PHA Accused of Breaching Election Rules to Push Fluoridation
Public Health Association Accused of Breaching Election Rules to Push Fluoridation
The NZ Public Health Association, funded by the Ministry of Health, has been accused of breaching election rules and deceiving candidates in next month’s District Health Board elections.
Capital and Coast DHB candidates were asked to complete a PHA survey in August and were told it was “for the purpose of helping to provide information to PHA members and the general public.”
Candidates were unaware that the PHA used their replies to publish the PHA’s preferred ranking order to vote on the candidates. This most clearly promoted the PHA’s water fluoridation agenda, and was sent out to their 360 members.
The PHA has published a printed handout and a web page with emoji symbols of either smiling, frowning or “death” faces applied to each candidate, depicting the PHA’s approval or disapproval of each. These rankings have now also been published in a major Wellington newspaper.
Fluoride Free New Zealand will be making a formal complaint to the Electoral Commissioner to demand that the advertisement be taken off the PHA website, as they believe it is a clear breach of Election rules. Section 113 of the Local Electoral Act 2001. states that: no person may publish an advertisement that may appear to be used to promote the election of a candidate at an election.
The PHA may be liable for fines if found in breach of the rules.
One DHB candidate said, “We were deliberately misled about the purpose of the survey and their use of our responses is an obvious attempt by them to manipulate the democratic process.” The candidate did not wish to be named.
Mary Byrne, spokesperson for Fluoride Free New Zealand, who attended the “Meet the Candidates” meeting hosted by the PHA on Tuesday evening in Wellington said, “Only four PHA staffers ‘scored’ the candidates, and any candidates who had reservations, questions, or even suggested alternatives to water fluoridation were demeaned with the worst kind of emoji.”
The emoji to which Ms Byrne referred depicts a frowning face with the letter X over the eyes. Online, it is referred to as “The Death Emoji” and some have also associated it with “sickness, drunkenness and blindness,” says Ms. Byrne.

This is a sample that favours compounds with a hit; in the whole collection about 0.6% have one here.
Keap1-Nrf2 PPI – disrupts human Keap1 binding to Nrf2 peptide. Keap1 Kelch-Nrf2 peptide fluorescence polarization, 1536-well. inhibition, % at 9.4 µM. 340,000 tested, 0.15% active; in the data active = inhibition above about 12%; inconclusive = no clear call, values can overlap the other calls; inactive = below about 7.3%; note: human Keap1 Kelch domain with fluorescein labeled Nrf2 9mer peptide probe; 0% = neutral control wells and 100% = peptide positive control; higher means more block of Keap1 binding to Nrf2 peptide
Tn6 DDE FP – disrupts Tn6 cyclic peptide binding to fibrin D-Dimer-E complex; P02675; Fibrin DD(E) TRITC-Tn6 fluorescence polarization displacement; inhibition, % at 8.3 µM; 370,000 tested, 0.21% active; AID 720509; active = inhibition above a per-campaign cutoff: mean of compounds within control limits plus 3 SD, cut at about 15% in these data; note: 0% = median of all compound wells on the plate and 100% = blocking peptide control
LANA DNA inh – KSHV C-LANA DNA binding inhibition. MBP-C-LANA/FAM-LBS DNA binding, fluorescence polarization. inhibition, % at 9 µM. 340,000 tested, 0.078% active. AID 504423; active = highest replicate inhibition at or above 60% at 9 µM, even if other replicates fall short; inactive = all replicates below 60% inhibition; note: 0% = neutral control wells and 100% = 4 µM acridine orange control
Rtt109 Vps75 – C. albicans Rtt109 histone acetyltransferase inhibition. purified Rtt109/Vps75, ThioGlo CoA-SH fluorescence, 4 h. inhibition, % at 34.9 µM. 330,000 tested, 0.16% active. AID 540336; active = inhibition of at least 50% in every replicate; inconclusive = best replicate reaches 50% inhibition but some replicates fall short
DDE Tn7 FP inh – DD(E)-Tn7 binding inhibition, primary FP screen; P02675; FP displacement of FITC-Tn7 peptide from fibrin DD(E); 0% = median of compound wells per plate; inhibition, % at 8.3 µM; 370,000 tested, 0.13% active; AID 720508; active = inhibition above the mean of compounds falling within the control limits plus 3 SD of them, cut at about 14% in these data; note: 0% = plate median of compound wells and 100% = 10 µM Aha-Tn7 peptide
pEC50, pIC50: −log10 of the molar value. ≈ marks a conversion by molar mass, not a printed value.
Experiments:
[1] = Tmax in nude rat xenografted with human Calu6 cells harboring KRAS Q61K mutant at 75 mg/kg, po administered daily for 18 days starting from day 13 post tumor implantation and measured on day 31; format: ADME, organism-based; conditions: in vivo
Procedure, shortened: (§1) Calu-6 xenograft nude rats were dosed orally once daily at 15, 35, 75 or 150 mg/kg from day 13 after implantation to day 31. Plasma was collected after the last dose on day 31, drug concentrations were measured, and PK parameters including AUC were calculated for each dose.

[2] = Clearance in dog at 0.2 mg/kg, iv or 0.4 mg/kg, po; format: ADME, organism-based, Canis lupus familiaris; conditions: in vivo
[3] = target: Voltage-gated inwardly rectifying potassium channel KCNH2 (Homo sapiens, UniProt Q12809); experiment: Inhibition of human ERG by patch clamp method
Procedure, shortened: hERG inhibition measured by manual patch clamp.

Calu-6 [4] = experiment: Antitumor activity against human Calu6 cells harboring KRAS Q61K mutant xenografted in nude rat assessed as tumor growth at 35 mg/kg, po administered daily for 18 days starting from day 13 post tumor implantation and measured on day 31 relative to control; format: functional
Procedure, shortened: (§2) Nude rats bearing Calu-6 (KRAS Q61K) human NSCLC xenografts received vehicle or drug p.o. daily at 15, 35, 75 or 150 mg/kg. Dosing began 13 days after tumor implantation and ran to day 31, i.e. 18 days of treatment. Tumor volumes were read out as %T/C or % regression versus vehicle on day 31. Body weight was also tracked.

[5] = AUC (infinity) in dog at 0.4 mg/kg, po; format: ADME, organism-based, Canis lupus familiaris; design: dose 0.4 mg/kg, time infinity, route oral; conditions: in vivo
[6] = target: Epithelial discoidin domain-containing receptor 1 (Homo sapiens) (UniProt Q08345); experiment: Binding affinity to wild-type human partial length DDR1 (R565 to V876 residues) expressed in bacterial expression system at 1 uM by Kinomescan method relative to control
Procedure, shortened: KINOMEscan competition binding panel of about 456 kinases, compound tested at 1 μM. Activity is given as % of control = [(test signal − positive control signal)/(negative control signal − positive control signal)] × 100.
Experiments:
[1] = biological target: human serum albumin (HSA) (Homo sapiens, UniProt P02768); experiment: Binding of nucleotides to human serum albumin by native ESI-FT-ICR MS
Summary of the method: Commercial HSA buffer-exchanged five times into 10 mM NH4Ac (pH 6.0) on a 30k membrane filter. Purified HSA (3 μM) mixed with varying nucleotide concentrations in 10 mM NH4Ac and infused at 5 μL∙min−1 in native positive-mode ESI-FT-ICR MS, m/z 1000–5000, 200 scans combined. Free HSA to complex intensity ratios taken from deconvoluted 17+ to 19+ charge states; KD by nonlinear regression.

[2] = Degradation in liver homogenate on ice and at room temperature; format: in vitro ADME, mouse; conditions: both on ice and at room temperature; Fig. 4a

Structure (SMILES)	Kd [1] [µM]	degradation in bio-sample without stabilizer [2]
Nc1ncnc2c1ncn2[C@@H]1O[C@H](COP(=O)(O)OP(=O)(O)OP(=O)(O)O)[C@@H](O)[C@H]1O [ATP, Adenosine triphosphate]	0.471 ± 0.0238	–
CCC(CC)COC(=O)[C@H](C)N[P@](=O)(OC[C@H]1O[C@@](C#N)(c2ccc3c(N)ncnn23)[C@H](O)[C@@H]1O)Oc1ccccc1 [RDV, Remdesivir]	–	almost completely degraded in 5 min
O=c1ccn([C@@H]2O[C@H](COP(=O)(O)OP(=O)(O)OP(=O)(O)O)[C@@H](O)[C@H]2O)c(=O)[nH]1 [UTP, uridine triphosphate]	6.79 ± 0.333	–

While the PHA claim to be a voluntary organization, Ms Byrne points out that, “PHA financial records show they are funded to the tune of $400,000 a year by the Ministry of Health. Over $250,000 of this goes directly into the pockets of the Board of Executive members as wages.”
Sue Kedgley, current DHB member and returning candidate in this year’s election said the PHA were treating it as “heresy to question anything regarding fluoridation, even what dose of fluoride bottle-fed babies are receiving.”
Dr Stan Litras, also a DHB candidate, asked everyone attending the meeting if they knew how much fluoride they had ingested yesterday – no one knew. He then asked what dose of fluoride the Environmental Protection Agency recommends as a safe limit. “Only one person in the audience could correctly state 0.06 mg/kg/day,” said Ms. Byrne.
Despite fluoridation not being mentioned as the top priority by any of the candidates, the publicly-funded PHA event organisers named fluoridation as their number one priority. “Perhaps it has something to do with the $400,000 a year they are receiving from the Government?” suggests Ms Byrne.
Whatever their agenda, it seems there may be some hot water for the PHA if they are found to be in breach of the election rules as a publicly-funded organisation.